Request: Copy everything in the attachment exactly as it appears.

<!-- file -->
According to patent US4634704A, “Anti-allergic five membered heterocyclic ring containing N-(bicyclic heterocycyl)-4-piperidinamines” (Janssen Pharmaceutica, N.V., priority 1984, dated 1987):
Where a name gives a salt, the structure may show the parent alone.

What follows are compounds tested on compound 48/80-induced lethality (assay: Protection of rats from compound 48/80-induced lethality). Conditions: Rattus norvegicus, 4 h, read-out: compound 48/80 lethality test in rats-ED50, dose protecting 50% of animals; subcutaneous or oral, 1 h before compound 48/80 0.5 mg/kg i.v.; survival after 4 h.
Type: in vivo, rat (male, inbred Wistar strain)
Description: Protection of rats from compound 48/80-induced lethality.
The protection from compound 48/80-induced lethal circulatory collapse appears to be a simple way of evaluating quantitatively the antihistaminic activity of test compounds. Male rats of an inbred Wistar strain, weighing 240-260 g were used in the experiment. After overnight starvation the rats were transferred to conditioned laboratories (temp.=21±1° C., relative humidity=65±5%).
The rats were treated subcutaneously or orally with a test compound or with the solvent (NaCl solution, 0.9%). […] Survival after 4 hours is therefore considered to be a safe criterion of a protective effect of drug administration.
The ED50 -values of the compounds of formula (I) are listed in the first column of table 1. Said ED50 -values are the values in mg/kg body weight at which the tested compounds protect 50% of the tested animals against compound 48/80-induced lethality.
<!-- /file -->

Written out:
According to patent US4634704A, “Anti-allergic five membered heterocyclic ring containing N-(bicyclic heterocycyl)-4-piperidinamines” (Janssen Pharmaceutica, N.V., priority 1984, dated 1987):
Where a name gives a salt, the structure may show the parent alone.

What follows are compounds tested on compound 48/80-induced lethality (assay: Protection of rats from compound 48/80-induced lethality). Conditions: Rattus norvegicus, 4 h, read-out: compound 48/80 lethality test in rats-ED50, dose protecting 50% of animals; subcutaneous or oral, 1 h before compound 48/80 0.5 mg/kg i.v.; survival after 4 h.
Type: in vivo, rat (male, inbred Wistar strain)
Description: Protection of rats from compound 48/80-induced lethality.
The protection from compound 48/80-induced lethal circulatory collapse appears to be a simple way of evaluating quantitatively the antihistaminic activity of test compounds. Male rats of an inbred Wistar strain, weighing 240-260 g were used in the experiment. After overnight starvation the rats were transferred to conditioned laboratories (temp.=21±1° C., relative humidity=65±5%).
The rats were treated subcutaneously or orally with a test compound or with the solvent (NaCl solution, 0.9%). […] Survival after 4 hours is therefore considered to be a safe criterion of a protective effect of drug administration.
The ED50 -values of the compounds of formula (I) are listed in the first column of table 1. Said ED50 -values are the values in mg/kg body weight at which the tested compounds protect 50% of the tested animals against compound 48/80-induced lethality.